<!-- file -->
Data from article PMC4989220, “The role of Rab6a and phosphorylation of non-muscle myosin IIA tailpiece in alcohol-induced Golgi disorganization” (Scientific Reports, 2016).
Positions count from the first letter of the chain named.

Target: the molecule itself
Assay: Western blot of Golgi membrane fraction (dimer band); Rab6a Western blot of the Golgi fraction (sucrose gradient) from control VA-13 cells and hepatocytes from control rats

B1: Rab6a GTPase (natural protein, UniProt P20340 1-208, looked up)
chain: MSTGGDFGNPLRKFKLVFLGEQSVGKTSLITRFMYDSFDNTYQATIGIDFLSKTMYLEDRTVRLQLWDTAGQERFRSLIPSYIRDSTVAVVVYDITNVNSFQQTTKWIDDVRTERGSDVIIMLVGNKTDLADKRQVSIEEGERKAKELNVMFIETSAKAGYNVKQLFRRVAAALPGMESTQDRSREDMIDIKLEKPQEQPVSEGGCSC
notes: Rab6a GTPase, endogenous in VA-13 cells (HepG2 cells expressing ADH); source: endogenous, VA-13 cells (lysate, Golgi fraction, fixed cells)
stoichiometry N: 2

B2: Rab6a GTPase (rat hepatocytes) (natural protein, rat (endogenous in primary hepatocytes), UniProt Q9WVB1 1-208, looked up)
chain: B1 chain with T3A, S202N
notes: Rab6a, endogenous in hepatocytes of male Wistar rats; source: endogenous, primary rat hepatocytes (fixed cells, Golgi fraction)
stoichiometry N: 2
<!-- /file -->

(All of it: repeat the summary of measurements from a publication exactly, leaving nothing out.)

Data from article PMC4989220, “The role of Rab6a and phosphorylation of non-muscle myosin IIA tailpiece in alcohol-induced Golgi disorganization” (Scientific Reports, 2016).
Positions count from the first letter of the chain named.

Target: the molecule itself
Assay: Western blot of Golgi membrane fraction (dimer band); Rab6a Western blot of the Golgi fraction (sucrose gradient) from control VA-13 cells and hepatocytes from control rats

B1: Rab6a GTPase (natural protein, UniProt P20340 1-208, looked up)
chain: MSTGGDFGNPLRKFKLVFLGEQSVGKTSLITRFMYDSFDNTYQATIGIDFLSKTMYLEDRTVRLQLWDTAGQERFRSLIPSYIRDSTVAVVVYDITNVNSFQQTTKWIDDVRTERGSDVIIMLVGNKTDLADKRQVSIEEGERKAKELNVMFIETSAKAGYNVKQLFRRVAAALPGMESTQDRSREDMIDIKLEKPQEQPVSEGGCSC
notes: Rab6a GTPase, endogenous in VA-13 cells (HepG2 cells expressing ADH); source: endogenous, VA-13 cells (lysate, Golgi fraction, fixed cells)
stoichiometry N: 2

B2: Rab6a GTPase (rat hepatocytes) (natural protein, rat (endogenous in primary hepatocytes), UniProt Q9WVB1 1-208, looked up)
chain: B1 chain with T3A, S202N
notes: Rab6a, endogenous in hepatocytes of male Wistar rats; source: endogenous, primary rat hepatocytes (fixed cells, Golgi fraction)
stoichiometry N: 2